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Key pointsAdults with Down syndrome are predisposed to obstructive sleep apnoea/hypopnoea syndrome (OSAHS) due to overlap between the Down syndrome phenotype and OSAHS risk factors.The prevalence of OSAHS in adults with Down syndrome is estimated at 35-42%. This is up to ten-times higher than in the general adult population.Symptoms of OSAHS, including behavioural and emotional disturbances as well as standard symptoms such as sleepiness, should be monitored as part of regular health surveillance in adults with Down syndrome.There is evidence that the use of continuous positive airway pressure (CPAP) therapy in adults with Down syndrome and comorbid OSAHS can lead to significant improvements in subjective sleepiness, behaviour and cognitive function, though further large-scale trials are required.Educational aimsTo discuss the relationship between the phenotypic features of Down syndrome and the risk factors for obstructive sleep apnoea/hypopnoea syndrome (OSAHS).To examine the prevalence of OSAHS in adults with Down syndrome.To review recent research into the effectiveness of treatment of OSAHS in adults with Down syndrome using continuous positive airway pressure (CPAP) therapy.Obstructive sleep apnoea/hypopnoea syndrome (OSAHS) is characterised by repeated cycles of upper airway obstruction during sleep, leading to diurnal symptoms. Individuals with Down syndrome are predisposed to OSAHS due to overlap between the Down syndrome phenotype and OSAHS risk factors. Recent large studies using subjective and objective measures estimate that OSAHS affects around 40% of adults with Down syndrome, in contrast to 2-4% of the general adult population. The "double-hit" of comorbid Down syndrome and OSAHS may accelerate cognitive decline in adults with Down syndrome. However, with the appropriate care and support, OSAHS can be treated effectively in this group using continuous positive airway pressure (CPAP) therapy, improving daytime function and behaviour. Symptoms of OSAHS should be routinely monitored in this population, with testing and treatment available to all adults with Down syndrome; however, this is not currently commonplace, and health inequalities are evident.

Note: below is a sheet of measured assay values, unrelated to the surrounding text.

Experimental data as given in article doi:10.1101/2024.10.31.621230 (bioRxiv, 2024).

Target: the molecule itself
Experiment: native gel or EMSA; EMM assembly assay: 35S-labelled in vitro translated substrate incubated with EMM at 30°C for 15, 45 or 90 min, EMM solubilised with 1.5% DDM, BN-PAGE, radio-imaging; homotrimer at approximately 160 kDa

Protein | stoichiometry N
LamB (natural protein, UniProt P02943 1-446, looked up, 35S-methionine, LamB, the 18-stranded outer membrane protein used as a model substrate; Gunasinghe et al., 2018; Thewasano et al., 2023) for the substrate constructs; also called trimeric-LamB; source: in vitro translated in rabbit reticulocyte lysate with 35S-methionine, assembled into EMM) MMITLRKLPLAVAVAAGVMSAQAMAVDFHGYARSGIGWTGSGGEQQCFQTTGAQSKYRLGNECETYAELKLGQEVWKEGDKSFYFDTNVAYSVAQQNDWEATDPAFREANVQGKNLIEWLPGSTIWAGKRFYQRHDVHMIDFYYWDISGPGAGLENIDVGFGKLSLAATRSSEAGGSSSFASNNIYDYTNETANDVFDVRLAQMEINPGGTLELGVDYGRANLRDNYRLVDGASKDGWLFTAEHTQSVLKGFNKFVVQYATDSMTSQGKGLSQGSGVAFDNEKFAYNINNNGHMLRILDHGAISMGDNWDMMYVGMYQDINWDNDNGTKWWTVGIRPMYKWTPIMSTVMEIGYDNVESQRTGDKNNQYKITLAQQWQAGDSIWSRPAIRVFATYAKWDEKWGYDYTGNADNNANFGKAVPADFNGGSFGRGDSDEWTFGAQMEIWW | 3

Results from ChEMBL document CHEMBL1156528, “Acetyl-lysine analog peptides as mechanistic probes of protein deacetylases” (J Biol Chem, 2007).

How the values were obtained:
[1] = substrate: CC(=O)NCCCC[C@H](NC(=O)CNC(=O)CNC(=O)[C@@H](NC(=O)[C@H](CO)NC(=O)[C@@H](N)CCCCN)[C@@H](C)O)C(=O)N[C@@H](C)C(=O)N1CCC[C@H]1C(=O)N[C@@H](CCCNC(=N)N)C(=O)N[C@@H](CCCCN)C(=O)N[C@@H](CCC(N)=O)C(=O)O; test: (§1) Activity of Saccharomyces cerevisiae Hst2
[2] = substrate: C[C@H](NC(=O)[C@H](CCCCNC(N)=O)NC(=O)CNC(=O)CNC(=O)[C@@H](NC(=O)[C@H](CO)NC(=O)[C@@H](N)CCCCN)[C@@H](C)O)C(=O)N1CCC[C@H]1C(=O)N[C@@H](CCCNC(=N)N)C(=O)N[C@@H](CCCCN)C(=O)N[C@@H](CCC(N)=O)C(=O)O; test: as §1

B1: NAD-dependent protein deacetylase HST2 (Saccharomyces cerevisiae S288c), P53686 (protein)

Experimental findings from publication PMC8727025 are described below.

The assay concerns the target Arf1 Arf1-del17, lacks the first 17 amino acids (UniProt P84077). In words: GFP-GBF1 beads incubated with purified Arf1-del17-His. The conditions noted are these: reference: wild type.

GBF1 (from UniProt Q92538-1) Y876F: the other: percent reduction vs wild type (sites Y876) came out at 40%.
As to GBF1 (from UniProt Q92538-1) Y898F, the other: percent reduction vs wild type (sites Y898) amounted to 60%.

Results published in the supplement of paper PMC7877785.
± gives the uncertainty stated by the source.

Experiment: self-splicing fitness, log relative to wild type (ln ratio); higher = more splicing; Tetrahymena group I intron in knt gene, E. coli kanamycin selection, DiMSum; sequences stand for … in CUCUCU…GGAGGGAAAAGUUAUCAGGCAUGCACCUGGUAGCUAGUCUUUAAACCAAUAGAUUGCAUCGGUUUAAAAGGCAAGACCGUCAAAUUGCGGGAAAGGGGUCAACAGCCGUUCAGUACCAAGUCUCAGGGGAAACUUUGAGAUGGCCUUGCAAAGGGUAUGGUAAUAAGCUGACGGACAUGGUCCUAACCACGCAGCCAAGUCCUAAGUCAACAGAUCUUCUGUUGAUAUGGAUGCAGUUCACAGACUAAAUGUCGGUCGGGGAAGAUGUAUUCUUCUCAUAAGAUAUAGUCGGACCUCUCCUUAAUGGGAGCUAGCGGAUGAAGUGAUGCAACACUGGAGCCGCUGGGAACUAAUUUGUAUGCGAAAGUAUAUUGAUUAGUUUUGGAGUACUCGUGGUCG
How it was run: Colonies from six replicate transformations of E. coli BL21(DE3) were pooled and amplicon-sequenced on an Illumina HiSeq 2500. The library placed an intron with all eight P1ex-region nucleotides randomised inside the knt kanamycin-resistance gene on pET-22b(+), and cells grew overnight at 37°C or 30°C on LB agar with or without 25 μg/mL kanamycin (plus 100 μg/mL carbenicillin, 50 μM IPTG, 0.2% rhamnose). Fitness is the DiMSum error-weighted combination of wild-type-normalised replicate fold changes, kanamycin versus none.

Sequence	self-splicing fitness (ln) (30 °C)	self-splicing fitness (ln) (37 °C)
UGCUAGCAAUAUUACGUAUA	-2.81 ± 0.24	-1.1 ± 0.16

Original publication

DOI

10.1183/20734735.012116

Type

Journal article

Journal

Breathe (Sheffield, England)

Publication Date

12/2016

Volume

12

Pages

e91 - e96

Addresses

Dept of Paediatric Cardiac, Respiratory & Sleep Physiology, Royal Hospital for Sick Children, Edinburgh, UK; Sleep Research Unit, The University of Edinburgh, Edinburgh, UK.